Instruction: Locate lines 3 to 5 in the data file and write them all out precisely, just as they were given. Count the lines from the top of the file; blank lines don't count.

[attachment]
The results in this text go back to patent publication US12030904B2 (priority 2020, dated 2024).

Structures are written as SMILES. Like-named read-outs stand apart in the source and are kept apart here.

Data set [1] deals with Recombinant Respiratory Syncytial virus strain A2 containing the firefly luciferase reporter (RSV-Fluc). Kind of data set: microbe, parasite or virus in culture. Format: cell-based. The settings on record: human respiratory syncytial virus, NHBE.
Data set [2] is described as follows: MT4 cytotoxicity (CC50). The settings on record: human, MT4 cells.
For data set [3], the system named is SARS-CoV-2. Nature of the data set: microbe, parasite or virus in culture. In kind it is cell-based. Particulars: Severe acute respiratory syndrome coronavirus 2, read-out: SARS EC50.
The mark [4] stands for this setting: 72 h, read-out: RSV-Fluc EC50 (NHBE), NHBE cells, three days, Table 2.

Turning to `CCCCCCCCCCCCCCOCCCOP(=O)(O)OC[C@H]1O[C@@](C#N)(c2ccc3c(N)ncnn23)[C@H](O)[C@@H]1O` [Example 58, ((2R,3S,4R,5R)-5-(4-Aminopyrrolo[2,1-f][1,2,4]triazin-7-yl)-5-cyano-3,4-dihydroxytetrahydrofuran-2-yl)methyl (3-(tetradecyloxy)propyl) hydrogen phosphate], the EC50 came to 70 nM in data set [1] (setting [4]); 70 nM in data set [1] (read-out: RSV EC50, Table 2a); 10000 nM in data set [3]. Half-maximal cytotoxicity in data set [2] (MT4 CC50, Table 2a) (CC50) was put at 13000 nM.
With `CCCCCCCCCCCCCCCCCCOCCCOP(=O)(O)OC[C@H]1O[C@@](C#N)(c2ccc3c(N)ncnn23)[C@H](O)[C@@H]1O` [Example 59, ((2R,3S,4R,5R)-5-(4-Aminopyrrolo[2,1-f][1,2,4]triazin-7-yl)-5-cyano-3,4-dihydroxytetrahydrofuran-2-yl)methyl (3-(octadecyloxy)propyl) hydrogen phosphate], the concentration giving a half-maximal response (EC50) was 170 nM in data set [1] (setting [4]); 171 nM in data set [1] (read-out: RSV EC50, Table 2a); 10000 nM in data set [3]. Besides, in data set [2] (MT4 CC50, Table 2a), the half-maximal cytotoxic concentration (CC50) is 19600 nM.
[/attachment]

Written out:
Data set [1] deals with Recombinant Respiratory Syncytial virus strain A2 containing the firefly luciferase reporter (RSV-Fluc). Kind of data set: microbe, parasite or virus in culture. Format: cell-based. The settings on record: human respiratory syncytial virus, NHBE.
Data set [2] is described as follows: MT4 cytotoxicity (CC50). The settings on record: human, MT4 cells.
For data set [3], the system named is SARS-CoV-2. Nature of the data set: microbe, parasite or virus in culture. In kind it is cell-based. Particulars: Severe acute respiratory syndrome coronavirus 2, read-out: SARS EC50.